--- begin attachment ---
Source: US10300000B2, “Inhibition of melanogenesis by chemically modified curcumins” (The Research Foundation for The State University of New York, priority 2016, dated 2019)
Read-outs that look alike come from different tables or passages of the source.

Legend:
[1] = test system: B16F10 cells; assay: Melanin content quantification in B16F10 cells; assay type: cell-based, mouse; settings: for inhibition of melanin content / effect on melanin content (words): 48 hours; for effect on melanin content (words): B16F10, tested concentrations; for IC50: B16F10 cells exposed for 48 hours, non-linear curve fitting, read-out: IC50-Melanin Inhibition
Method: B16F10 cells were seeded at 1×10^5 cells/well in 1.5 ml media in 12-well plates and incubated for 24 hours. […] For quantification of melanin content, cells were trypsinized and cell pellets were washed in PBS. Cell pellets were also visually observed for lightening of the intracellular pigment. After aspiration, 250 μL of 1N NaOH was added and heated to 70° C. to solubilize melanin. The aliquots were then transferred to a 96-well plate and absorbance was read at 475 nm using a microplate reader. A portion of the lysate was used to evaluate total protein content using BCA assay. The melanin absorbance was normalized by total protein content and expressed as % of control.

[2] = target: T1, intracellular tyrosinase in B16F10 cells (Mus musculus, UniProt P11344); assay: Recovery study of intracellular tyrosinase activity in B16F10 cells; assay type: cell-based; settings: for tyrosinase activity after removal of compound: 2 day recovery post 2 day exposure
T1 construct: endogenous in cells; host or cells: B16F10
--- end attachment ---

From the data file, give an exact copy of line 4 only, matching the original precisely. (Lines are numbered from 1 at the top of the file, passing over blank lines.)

[1] = test system: B16F10 cells; assay: Melanin content quantification in B16F10 cells; assay type: cell-based, mouse; settings: for inhibition of melanin content / effect on melanin content (words): 48 hours; for effect on melanin content (words): B16F10, tested concentrations; for IC50: B16F10 cells exposed for 48 hours, non-linear curve fitting, read-out: IC50-Melanin Inhibition